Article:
“St. Martin’s Lent” and Advent

“St. Martin’s Lent” and Advent

On November 11th, Mother Church celebrates the Feast of St. Martin of Tours, also called “Martinmas.” It was a feast day which marked the meteorological beginning of winter. It was a time to celebrate, drink, and lay in the winter’s provisions. Devotion to St. Martin was huge in the Middle Ages, with more than 3,600 churches dedicated to him in France alone. Martin was much-loved across Christian Europe, and in the decades leading up to the year 600, dioceses all over the west adopted the practice of fasting from St. Martin’s Day until Christmas on Mondays, Wednesdays, and Fridays, in imitation of the forty days before Easter. It was known as “St. Martin’s Lent,” and was later abbreviated to four weeks to become what we know as the Advent Season. In keeping with the day before a season of fasting, “Martinmas” was a day of feasting. Farmers slaughtered their meat animals and paid their taxes and tithes.  The traditional dinner for the feast was goose, which is in reference to the legend of Martin hiding is a stable full of geese to hide from the people who were looking for him to make him their bishop. It is sad that we do not have such reluctant bishops today!                                             

Advent comes from the Latin word “adventus” which means “to arrive” or “to come.”  Advent is considered the beginning of the Christian Church Year for most churches in the Western Tradition, which includes Anglicans. It begins on the fourth Sunday before Christmas Day, which is the Sunday nearest the Feast of St. Andrew (who was the first Disciple called by Jesus) on November 30, and it ends on Christmas Eve – December 24. If Christmas Eve is a Sunday, it is counted as the Fourth Sunday of Advent, with Christmas Eve proper beginning at sundown.  Christmas is focused on the “Incarnation” – the birth of Jesus.  Advent is about waiting for the birth, while being focused primarily on His second coming, at the end of time, as we know it.  The Lectionary Readings from the 1928 Book of Common Prayer emphasizes the coming of the Messiah who comes to judge the world and redeem His people.   Advent is a preparation for the final encounter of the world with the return of the Messiah, when He will come again to judge “both the living and the dead” as stated in the Creeds.  The Gospel appointed for the last Sunday of Advent changes the focus to the Incarnation, the celebration of the birth of Jesus.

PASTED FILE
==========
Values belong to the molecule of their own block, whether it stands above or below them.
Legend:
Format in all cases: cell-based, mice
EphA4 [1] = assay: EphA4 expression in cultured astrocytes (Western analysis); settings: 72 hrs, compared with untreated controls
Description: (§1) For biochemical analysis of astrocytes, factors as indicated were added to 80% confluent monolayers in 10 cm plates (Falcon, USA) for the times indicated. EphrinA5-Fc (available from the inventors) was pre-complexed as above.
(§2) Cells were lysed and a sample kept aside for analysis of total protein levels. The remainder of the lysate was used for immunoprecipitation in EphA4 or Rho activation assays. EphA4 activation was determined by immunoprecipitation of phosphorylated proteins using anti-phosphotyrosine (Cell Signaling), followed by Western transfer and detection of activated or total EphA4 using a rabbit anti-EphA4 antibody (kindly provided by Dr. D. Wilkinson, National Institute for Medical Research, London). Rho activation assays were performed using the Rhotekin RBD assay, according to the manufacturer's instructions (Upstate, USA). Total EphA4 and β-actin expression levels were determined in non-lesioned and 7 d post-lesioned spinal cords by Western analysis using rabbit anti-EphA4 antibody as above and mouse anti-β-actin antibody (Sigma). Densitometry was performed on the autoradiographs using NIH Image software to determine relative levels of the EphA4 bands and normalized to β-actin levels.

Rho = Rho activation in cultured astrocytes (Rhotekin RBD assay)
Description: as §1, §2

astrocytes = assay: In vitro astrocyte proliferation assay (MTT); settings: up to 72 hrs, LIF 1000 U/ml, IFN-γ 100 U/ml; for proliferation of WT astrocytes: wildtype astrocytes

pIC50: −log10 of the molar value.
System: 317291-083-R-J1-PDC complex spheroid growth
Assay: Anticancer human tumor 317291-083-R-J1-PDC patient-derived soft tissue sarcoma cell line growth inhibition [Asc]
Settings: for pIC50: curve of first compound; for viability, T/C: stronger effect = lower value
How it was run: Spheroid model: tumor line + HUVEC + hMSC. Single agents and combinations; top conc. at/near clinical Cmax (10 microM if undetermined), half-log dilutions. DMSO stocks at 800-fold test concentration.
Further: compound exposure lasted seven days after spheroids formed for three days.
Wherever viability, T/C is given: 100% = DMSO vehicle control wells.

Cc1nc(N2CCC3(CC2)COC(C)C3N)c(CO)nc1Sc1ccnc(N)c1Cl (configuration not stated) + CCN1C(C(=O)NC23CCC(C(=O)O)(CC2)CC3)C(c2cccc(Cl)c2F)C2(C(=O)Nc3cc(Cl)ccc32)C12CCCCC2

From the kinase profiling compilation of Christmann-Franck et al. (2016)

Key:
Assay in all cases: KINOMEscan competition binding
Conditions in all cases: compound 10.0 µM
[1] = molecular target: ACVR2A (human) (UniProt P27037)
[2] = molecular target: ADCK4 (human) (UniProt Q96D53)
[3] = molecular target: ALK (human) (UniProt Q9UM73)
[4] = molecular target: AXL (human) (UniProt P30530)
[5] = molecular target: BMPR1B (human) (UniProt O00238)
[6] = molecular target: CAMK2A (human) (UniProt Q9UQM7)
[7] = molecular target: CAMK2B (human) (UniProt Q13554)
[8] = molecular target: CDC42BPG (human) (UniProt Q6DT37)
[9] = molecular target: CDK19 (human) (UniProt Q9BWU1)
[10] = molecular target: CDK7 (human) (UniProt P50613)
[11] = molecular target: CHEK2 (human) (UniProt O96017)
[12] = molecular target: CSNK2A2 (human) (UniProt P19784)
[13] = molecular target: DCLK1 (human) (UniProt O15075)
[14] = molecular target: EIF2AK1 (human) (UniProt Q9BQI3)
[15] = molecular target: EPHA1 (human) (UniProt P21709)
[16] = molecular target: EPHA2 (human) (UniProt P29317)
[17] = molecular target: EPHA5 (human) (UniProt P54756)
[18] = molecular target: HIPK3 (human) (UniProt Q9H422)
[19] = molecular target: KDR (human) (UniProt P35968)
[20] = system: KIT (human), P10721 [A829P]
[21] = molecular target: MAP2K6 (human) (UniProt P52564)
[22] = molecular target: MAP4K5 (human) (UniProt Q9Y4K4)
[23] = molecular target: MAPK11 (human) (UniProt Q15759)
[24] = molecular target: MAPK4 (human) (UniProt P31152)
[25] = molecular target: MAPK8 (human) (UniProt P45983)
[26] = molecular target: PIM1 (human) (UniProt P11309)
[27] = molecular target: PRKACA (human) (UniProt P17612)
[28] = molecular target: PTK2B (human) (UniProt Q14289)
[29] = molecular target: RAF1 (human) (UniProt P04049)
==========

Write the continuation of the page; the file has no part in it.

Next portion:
Many churches have an “Advent wreath” in their worship during this time. The candles symbolize the light of God entering the world through the birth of Jesus, while the candlelight reminds us that Jesus is the light of the world that comes into the darkness of our lives. We are reminded that we are also called to be a light to the world as we reflect the Light of the Love of God and Hus grace to others. Perhaps reclaiming a bit of the penitential aspect of Advent might redirect our attention to the mystery of the Incarnation – Immanuel – God with us. Martin’s acts of Charity fulfilled the Gospel injunction, “inasmuch as you have done it unto one of the least of these my brethren, you have done it unto me” (Matt. 25: 40).

Even though “Martinmas” is no longer the beginning of Advent, it can still be like a signpost to remind us to start thinking about Advent and Christmas.

Sources: http://fullhomelydivinity.org/articles/advent.htmhttps://catholicsensibility.wordpress.com/2007/11/11/saint-martins-lent/https://www.facebook.com/St-Chads-Anglican-Church-San-Antonio-Texas-109293599091255/?                               tn__=%2Cd%2CPR&eid=ARByAFRyk5UNvllq5mRfMv550hEppq0zqif78ZFcCRDXFeRfZkx_1Zv0cSI                9w2_qI6OSEwJpjT4Pl844